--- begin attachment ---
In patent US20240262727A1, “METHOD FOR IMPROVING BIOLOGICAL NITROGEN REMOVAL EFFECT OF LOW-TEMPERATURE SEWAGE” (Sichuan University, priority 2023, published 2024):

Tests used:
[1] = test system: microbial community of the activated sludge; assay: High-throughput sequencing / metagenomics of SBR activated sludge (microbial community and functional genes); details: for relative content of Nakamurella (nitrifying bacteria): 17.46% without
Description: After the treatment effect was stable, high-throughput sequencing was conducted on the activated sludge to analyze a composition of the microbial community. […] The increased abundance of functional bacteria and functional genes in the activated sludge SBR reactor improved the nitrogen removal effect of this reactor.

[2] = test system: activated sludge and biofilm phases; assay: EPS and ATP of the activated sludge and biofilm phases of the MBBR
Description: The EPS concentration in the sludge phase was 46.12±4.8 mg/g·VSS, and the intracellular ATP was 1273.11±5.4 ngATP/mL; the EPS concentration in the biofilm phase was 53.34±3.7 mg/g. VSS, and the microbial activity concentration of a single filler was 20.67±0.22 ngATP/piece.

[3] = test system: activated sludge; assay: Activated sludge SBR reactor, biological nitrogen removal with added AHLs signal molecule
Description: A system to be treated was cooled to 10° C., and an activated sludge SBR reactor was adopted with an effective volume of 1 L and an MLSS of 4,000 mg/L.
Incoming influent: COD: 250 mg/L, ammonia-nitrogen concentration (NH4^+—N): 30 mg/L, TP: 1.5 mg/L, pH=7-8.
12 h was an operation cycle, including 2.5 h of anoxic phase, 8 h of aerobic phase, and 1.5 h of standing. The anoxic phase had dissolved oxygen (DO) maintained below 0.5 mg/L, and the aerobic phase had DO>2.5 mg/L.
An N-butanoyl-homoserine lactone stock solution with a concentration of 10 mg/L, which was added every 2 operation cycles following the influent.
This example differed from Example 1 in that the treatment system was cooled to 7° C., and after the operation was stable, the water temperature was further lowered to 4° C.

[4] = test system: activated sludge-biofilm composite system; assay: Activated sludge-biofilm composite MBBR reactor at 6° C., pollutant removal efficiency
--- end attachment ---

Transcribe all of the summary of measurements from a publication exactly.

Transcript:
In patent US20240262727A1, “METHOD FOR IMPROVING BIOLOGICAL NITROGEN REMOVAL EFFECT OF LOW-TEMPERATURE SEWAGE” (Sichuan University, priority 2023, published 2024):

Tests used:
[1] = test system: microbial community of the activated sludge; assay: High-throughput sequencing / metagenomics of SBR activated sludge (microbial community and functional genes); details: for relative content of Nakamurella (nitrifying bacteria): 17.46% without
Description: After the treatment effect was stable, high-throughput sequencing was conducted on the activated sludge to analyze a composition of the microbial community. […] The increased abundance of functional bacteria and functional genes in the activated sludge SBR reactor improved the nitrogen removal effect of this reactor.

[2] = test system: activated sludge and biofilm phases; assay: EPS and ATP of the activated sludge and biofilm phases of the MBBR
Description: The EPS concentration in the sludge phase was 46.12±4.8 mg/g·VSS, and the intracellular ATP was 1273.11±5.4 ngATP/mL; the EPS concentration in the biofilm phase was 53.34±3.7 mg/g. VSS, and the microbial activity concentration of a single filler was 20.67±0.22 ngATP/piece.

[3] = test system: activated sludge; assay: Activated sludge SBR reactor, biological nitrogen removal with added AHLs signal molecule
Description: A system to be treated was cooled to 10° C., and an activated sludge SBR reactor was adopted with an effective volume of 1 L and an MLSS of 4,000 mg/L.
Incoming influent: COD: 250 mg/L, ammonia-nitrogen concentration (NH4^+—N): 30 mg/L, TP: 1.5 mg/L, pH=7-8.
12 h was an operation cycle, including 2.5 h of anoxic phase, 8 h of aerobic phase, and 1.5 h of standing. The anoxic phase had dissolved oxygen (DO) maintained below 0.5 mg/L, and the aerobic phase had DO>2.5 mg/L.
An N-butanoyl-homoserine lactone stock solution with a concentration of 10 mg/L, which was added every 2 operation cycles following the influent.
This example differed from Example 1 in that the treatment system was cooled to 7° C., and after the operation was stable, the water temperature was further lowered to 4° C.

[4] = test system: activated sludge-biofilm composite system; assay: Activated sludge-biofilm composite MBBR reactor at 6° C., pollutant removal efficiency